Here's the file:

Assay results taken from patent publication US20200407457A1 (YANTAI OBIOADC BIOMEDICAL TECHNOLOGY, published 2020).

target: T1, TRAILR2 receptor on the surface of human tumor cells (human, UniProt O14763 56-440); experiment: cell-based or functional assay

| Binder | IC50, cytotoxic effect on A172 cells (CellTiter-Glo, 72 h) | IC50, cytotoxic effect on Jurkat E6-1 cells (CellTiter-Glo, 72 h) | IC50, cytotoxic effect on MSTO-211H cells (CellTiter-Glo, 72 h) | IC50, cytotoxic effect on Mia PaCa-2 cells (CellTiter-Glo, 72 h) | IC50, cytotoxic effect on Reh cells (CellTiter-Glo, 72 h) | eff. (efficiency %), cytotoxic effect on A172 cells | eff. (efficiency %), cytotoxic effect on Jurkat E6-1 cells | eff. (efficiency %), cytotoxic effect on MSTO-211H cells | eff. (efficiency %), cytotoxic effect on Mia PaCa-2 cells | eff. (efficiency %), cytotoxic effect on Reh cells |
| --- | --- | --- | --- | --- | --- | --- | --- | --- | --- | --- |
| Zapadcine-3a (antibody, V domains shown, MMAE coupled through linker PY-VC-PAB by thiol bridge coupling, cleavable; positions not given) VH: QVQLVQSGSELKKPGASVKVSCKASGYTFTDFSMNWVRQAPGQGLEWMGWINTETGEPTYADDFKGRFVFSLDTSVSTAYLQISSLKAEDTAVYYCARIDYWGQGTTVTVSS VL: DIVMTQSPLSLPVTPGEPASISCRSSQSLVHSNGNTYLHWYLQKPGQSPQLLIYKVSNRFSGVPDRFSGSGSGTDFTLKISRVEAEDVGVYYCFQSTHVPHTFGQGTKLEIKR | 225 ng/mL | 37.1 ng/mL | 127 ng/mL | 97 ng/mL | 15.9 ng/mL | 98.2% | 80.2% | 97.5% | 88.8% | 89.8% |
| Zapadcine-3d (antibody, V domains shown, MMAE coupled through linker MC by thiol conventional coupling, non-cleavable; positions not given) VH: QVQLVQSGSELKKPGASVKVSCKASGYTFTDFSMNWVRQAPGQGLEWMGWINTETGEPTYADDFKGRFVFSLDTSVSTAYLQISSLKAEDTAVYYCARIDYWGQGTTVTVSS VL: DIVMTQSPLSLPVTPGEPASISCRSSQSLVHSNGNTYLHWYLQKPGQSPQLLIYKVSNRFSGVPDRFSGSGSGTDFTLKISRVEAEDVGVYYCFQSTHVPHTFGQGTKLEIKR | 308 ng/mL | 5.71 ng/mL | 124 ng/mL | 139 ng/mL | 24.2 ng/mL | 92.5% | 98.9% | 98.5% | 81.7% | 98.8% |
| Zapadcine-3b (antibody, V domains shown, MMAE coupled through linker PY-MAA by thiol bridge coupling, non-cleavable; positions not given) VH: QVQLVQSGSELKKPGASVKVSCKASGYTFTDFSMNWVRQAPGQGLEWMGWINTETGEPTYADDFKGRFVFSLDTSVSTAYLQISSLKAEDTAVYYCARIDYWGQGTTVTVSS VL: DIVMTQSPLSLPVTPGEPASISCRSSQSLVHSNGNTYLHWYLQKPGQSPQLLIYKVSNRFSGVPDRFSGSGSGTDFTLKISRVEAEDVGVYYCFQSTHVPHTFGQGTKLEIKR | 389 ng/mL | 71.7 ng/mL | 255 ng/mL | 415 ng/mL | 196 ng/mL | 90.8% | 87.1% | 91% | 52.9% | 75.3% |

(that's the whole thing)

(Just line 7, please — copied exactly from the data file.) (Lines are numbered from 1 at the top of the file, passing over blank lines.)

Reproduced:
| Zapadcine-3b (antibody, V domains shown, MMAE coupled through linker PY-MAA by thiol bridge coupling, non-cleavable; positions not given) VH: QVQLVQSGSELKKPGASVKVSCKASGYTFTDFSMNWVRQAPGQGLEWMGWINTETGEPTYADDFKGRFVFSLDTSVSTAYLQISSLKAEDTAVYYCARIDYWGQGTTVTVSS VL: DIVMTQSPLSLPVTPGEPASISCRSSQSLVHSNGNTYLHWYLQKPGQSPQLLIYKVSNRFSGVPDRFSGSGSGTDFTLKISRVEAEDVGVYYCFQSTHVPHTFGQGTKLEIKR | 389 ng/mL | 71.7 ng/mL | 255 ng/mL | 415 ng/mL | 196 ng/mL | 90.8% | 87.1% | 91% | 52.9% | 75.3% |